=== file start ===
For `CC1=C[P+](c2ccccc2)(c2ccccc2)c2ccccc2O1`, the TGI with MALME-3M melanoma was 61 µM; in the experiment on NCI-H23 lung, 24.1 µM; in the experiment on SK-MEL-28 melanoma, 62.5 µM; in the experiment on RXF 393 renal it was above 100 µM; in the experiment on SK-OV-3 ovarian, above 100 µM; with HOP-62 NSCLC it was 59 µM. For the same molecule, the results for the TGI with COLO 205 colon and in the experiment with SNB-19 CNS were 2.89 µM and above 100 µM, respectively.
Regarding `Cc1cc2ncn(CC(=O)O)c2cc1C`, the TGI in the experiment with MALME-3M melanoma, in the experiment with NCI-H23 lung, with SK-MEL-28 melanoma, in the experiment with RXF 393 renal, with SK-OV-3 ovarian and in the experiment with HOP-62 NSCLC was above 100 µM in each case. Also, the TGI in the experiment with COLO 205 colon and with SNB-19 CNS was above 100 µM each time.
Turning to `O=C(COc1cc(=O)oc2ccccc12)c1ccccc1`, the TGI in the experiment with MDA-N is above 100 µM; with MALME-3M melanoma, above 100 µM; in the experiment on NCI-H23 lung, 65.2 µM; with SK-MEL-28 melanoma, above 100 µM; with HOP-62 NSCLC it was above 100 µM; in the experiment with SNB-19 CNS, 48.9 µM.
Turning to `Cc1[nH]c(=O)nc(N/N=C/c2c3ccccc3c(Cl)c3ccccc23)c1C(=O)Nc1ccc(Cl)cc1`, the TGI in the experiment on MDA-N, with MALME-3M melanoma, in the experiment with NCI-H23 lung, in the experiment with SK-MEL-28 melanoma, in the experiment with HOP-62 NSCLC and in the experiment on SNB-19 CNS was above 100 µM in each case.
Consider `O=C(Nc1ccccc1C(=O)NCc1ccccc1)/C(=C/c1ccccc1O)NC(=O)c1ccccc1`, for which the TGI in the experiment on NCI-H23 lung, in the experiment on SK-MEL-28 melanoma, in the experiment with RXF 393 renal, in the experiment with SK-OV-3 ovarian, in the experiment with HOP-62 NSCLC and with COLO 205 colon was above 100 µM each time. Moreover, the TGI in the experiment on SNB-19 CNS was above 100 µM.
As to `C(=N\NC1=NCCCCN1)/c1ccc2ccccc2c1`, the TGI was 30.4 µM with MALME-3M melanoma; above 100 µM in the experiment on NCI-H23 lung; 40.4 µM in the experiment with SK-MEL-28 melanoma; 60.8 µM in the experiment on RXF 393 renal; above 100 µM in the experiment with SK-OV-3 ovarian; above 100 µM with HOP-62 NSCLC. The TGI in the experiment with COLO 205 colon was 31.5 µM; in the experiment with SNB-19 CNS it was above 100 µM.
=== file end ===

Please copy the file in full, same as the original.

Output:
For `CC1=C[P+](c2ccccc2)(c2ccccc2)c2ccccc2O1`, the TGI with MALME-3M melanoma was 61 µM; in the experiment on NCI-H23 lung, 24.1 µM; in the experiment on SK-MEL-28 melanoma, 62.5 µM; in the experiment on RXF 393 renal it was above 100 µM; in the experiment on SK-OV-3 ovarian, above 100 µM; with HOP-62 NSCLC it was 59 µM. For the same molecule, the results for the TGI with COLO 205 colon and in the experiment with SNB-19 CNS were 2.89 µM and above 100 µM, respectively.
Regarding `Cc1cc2ncn(CC(=O)O)c2cc1C`, the TGI in the experiment with MALME-3M melanoma, in the experiment with NCI-H23 lung, with SK-MEL-28 melanoma, in the experiment with RXF 393 renal, with SK-OV-3 ovarian and in the experiment with HOP-62 NSCLC was above 100 µM in each case. Also, the TGI in the experiment with COLO 205 colon and with SNB-19 CNS was above 100 µM each time.
Turning to `O=C(COc1cc(=O)oc2ccccc12)c1ccccc1`, the TGI in the experiment with MDA-N is above 100 µM; with MALME-3M melanoma, above 100 µM; in the experiment on NCI-H23 lung, 65.2 µM; with SK-MEL-28 melanoma, above 100 µM; with HOP-62 NSCLC it was above 100 µM; in the experiment with SNB-19 CNS, 48.9 µM.
Turning to `Cc1[nH]c(=O)nc(N/N=C/c2c3ccccc3c(Cl)c3ccccc23)c1C(=O)Nc1ccc(Cl)cc1`, the TGI in the experiment on MDA-N, with MALME-3M melanoma, in the experiment with NCI-H23 lung, in the experiment with SK-MEL-28 melanoma, in the experiment with HOP-62 NSCLC and in the experiment on SNB-19 CNS was above 100 µM in each case.
Consider `O=C(Nc1ccccc1C(=O)NCc1ccccc1)/C(=C/c1ccccc1O)NC(=O)c1ccccc1`, for which the TGI in the experiment on NCI-H23 lung, in the experiment on SK-MEL-28 melanoma, in the experiment with RXF 393 renal, in the experiment with SK-OV-3 ovarian, in the experiment with HOP-62 NSCLC and with COLO 205 colon was above 100 µM each time. Moreover, the TGI in the experiment on SNB-19 CNS was above 100 µM.
As to `C(=N\NC1=NCCCCN1)/c1ccc2ccccc2c1`, the TGI was 30.4 µM with MALME-3M melanoma; above 100 µM in the experiment on NCI-H23 lung; 40.4 µM in the experiment with SK-MEL-28 melanoma; 60.8 µM in the experiment on RXF 393 renal; above 100 µM in the experiment with SK-OV-3 ovarian; above 100 µM with HOP-62 NSCLC. The TGI in the experiment with COLO 205 colon was 31.5 µM; in the experiment with SNB-19 CNS it was above 100 µM.